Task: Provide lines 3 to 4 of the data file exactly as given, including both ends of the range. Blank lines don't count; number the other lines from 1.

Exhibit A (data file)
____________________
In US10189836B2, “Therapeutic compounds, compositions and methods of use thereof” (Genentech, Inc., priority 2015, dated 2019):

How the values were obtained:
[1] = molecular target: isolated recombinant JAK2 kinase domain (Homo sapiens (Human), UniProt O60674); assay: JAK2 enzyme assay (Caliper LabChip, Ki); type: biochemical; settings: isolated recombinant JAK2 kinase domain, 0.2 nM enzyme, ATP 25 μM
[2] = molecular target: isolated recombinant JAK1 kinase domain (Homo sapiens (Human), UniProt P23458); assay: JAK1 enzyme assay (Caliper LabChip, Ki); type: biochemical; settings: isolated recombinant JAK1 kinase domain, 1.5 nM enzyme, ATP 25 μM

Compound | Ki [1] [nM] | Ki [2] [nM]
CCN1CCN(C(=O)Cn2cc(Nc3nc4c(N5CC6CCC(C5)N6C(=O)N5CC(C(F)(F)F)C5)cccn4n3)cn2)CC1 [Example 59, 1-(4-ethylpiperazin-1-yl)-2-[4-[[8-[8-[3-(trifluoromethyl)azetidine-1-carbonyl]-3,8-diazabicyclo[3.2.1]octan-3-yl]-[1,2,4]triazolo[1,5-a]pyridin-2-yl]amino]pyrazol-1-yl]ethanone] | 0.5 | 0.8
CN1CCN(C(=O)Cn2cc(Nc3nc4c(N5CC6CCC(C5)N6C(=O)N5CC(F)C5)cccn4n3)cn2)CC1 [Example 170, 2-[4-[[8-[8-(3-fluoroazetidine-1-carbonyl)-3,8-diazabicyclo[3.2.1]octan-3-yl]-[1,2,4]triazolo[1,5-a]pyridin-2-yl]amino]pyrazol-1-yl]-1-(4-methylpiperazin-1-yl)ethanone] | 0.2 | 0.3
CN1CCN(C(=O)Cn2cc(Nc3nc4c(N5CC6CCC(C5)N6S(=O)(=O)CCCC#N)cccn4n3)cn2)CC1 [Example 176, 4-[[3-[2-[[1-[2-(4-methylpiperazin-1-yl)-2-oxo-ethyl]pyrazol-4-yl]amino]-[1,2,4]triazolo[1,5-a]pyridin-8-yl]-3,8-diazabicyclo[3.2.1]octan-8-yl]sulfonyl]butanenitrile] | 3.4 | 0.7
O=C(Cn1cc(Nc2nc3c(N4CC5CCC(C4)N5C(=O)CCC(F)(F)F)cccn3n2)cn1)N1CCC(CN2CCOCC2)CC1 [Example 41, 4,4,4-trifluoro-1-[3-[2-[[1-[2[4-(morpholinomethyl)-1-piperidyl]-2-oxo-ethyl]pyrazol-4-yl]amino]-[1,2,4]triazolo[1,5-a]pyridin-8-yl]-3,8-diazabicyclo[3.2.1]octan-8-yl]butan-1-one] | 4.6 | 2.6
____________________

[1] = molecular target: isolated recombinant JAK2 kinase domain (Homo sapiens (Human), UniProt O60674); assay: JAK2 enzyme assay (Caliper LabChip, Ki); type: biochemical; settings: isolated recombinant JAK2 kinase domain, 0.2 nM enzyme, ATP 25 μM
[2] = molecular target: isolated recombinant JAK1 kinase domain (Homo sapiens (Human), UniProt P23458); assay: JAK1 enzyme assay (Caliper LabChip, Ki); type: biochemical; settings: isolated recombinant JAK1 kinase domain, 1.5 nM enzyme, ATP 25 μM